Nine people have died in the United States as the country grapples with a winter storm that saw temperatures plummet to -45C (-49F).
More than 200 million people – around 60% of the US population – are on some form of weather warning or advisory, with the brutal cold expected to continue through the Christmas weekend.
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The nine weather-related fatalities to date:
• Two deaths following car accidents in Kentucky
• A homeless man has died in the city of Louisville
• Three crashes in Oklahoma killed three people – two of the crashes happened as winds blew blowing snow, while details of the third crash were not yet available
• The driver of a car in Missouri died after losing control on an icy road, driving down an embankment, crashing over a cement wall and landing upside down in a stream
• A person died in Wisconsin after a pickup truck slammed into the back of another vehicle before veering off the road and hitting a tractor-trailer parked on the hard shoulder
• A man was found dead on Friday morning in Memphis and, while there are no details, authorities said it appears the death was weather-related
The Kansas Highway Patrol also said three people were killed in separate vehicle collisions early in the storm on Wednesday as drivers lost control of their vehicles on icy roads.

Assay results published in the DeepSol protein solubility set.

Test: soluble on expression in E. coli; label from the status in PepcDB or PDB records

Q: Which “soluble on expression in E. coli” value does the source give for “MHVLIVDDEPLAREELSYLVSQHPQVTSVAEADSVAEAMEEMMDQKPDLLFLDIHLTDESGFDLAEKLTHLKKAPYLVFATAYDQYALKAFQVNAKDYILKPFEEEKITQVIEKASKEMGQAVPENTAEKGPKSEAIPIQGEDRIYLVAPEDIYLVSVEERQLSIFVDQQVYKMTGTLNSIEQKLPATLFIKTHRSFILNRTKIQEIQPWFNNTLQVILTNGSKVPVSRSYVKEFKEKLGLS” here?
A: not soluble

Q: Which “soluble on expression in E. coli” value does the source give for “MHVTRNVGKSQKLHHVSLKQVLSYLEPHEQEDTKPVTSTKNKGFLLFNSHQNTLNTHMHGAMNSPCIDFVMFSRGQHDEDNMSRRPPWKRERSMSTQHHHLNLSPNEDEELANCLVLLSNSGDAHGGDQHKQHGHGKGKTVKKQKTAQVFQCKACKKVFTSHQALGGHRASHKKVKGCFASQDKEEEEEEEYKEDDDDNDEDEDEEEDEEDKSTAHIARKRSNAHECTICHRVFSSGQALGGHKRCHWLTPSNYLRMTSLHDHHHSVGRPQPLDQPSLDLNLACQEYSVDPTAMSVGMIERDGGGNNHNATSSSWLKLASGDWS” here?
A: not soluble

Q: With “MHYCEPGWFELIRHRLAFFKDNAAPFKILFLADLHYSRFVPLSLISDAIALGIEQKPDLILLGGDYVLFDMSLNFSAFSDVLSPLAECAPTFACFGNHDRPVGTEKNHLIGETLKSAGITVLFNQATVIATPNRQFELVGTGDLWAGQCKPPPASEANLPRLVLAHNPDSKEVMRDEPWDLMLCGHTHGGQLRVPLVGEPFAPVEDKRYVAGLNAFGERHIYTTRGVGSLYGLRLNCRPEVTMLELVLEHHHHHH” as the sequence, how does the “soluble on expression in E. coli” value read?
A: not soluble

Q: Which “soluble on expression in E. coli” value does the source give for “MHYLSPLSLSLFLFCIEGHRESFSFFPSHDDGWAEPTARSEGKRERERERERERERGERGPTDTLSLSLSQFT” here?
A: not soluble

Temperatures in inland states have dropped: -45.6°C (-50°F) in Montana and Des Moines in Iowa feeling like -38°C (-37°F), allowing for frostbite in less than five minutes, according to the National Weather Service.
Heavy snow and blizzard conditions continue around parts of the Great Lakes region – which covers lakes Superior, Michigan, Huron, Erie and Ontario – with up to 4 feet of snow expected on the eastern shore of the lake Ontario and Lake Erie.
Gusty winds snapped trees and destroyed power lines, with at least 1.4 million homes and businesses without power Friday morning.
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According to the poweroutage.us website, Maine, Pennsylvania, Virginia and North Carolina were the hardest hit, followed by Tennessee, New York, Maryland and Connecticut.
More than 5,000 flights to, within and from the United States were canceled on Friday, and there is a rush to open enough emergency shelters for those who are homeless or do not have electricity at home.
Urgent efforts are also being made to provide firewood to some Native American tribes that live remotely, such as members of the Rosebud Sioux Tribe and the Oglala Sioux Tribe in South Dakota.
Tribal Chairman Frank Star Comes Out described the efforts as “one hell of a fight so far.”
US President Joe Biden said: “It’s not like a snowy day when you were a kid – it’s serious business.”
Canada is also experiencing a major storm, which has seen hundreds of flights delayed or canceled and hundreds of thousands of properties without power.
Ontario Provincial Police Sgt. Kerry Schmidt said police received reports of up to 100 vehicles involved in multiple collisions that closed a major highway near London, Ont.